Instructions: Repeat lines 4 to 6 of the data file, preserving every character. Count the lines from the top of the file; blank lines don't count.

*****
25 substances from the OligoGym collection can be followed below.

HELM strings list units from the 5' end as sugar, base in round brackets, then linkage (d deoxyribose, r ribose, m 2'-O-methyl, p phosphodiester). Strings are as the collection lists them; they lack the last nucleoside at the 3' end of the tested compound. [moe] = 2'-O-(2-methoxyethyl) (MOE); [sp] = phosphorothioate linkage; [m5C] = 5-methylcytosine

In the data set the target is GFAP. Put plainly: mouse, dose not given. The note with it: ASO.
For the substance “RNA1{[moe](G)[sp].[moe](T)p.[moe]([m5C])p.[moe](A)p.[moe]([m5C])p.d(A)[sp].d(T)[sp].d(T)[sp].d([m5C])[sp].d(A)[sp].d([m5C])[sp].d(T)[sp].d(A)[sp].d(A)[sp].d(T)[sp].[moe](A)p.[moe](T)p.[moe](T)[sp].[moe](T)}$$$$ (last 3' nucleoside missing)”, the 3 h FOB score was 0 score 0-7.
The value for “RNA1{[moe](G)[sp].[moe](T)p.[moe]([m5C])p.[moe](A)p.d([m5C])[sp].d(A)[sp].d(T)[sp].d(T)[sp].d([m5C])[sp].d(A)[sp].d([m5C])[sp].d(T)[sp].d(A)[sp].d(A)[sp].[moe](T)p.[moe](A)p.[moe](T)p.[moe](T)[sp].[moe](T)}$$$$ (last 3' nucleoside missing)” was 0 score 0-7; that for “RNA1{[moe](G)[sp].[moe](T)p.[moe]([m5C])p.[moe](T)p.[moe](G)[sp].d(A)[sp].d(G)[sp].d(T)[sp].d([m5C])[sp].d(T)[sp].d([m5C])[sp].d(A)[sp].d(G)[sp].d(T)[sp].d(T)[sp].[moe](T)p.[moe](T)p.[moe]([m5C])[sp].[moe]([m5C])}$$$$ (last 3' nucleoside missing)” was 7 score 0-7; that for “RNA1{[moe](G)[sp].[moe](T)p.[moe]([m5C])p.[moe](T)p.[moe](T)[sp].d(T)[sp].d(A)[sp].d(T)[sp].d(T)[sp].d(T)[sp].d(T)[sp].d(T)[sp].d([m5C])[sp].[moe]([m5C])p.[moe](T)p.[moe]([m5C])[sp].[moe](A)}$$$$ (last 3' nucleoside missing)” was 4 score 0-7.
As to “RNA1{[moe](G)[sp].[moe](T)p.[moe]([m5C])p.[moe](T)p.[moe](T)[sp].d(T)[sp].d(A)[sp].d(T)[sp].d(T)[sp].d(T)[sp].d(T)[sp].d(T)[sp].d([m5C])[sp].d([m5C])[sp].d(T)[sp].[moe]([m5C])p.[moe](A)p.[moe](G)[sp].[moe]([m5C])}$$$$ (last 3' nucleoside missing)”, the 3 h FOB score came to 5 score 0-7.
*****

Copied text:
For the substance “RNA1{[moe](G)[sp].[moe](T)p.[moe]([m5C])p.[moe](A)p.[moe]([m5C])p.d(A)[sp].d(T)[sp].d(T)[sp].d([m5C])[sp].d(A)[sp].d([m5C])[sp].d(T)[sp].d(A)[sp].d(A)[sp].d(T)[sp].[moe](A)p.[moe](T)p.[moe](T)[sp].[moe](T)}$$$$ (last 3' nucleoside missing)”, the 3 h FOB score was 0 score 0-7.
The value for “RNA1{[moe](G)[sp].[moe](T)p.[moe]([m5C])p.[moe](A)p.d([m5C])[sp].d(A)[sp].d(T)[sp].d(T)[sp].d([m5C])[sp].d(A)[sp].d([m5C])[sp].d(T)[sp].d(A)[sp].d(A)[sp].[moe](T)p.[moe](A)p.[moe](T)p.[moe](T)[sp].[moe](T)}$$$$ (last 3' nucleoside missing)” was 0 score 0-7; that for “RNA1{[moe](G)[sp].[moe](T)p.[moe]([m5C])p.[moe](T)p.[moe](G)[sp].d(A)[sp].d(G)[sp].d(T)[sp].d([m5C])[sp].d(T)[sp].d([m5C])[sp].d(A)[sp].d(G)[sp].d(T)[sp].d(T)[sp].[moe](T)p.[moe](T)p.[moe]([m5C])[sp].[moe]([m5C])}$$$$ (last 3' nucleoside missing)” was 7 score 0-7; that for “RNA1{[moe](G)[sp].[moe](T)p.[moe]([m5C])p.[moe](T)p.[moe](T)[sp].d(T)[sp].d(A)[sp].d(T)[sp].d(T)[sp].d(T)[sp].d(T)[sp].d(T)[sp].d([m5C])[sp].[moe]([m5C])p.[moe](T)p.[moe]([m5C])[sp].[moe](A)}$$$$ (last 3' nucleoside missing)” was 4 score 0-7.
As to “RNA1{[moe](G)[sp].[moe](T)p.[moe]([m5C])p.[moe](T)p.[moe](T)[sp].d(T)[sp].d(A)[sp].d(T)[sp].d(T)[sp].d(T)[sp].d(T)[sp].d(T)[sp].d([m5C])[sp].d([m5C])[sp].d(T)[sp].[moe]([m5C])p.[moe](A)p.[moe](G)[sp].[moe]([m5C])}$$$$ (last 3' nucleoside missing)”, the 3 h FOB score came to 5 score 0-7.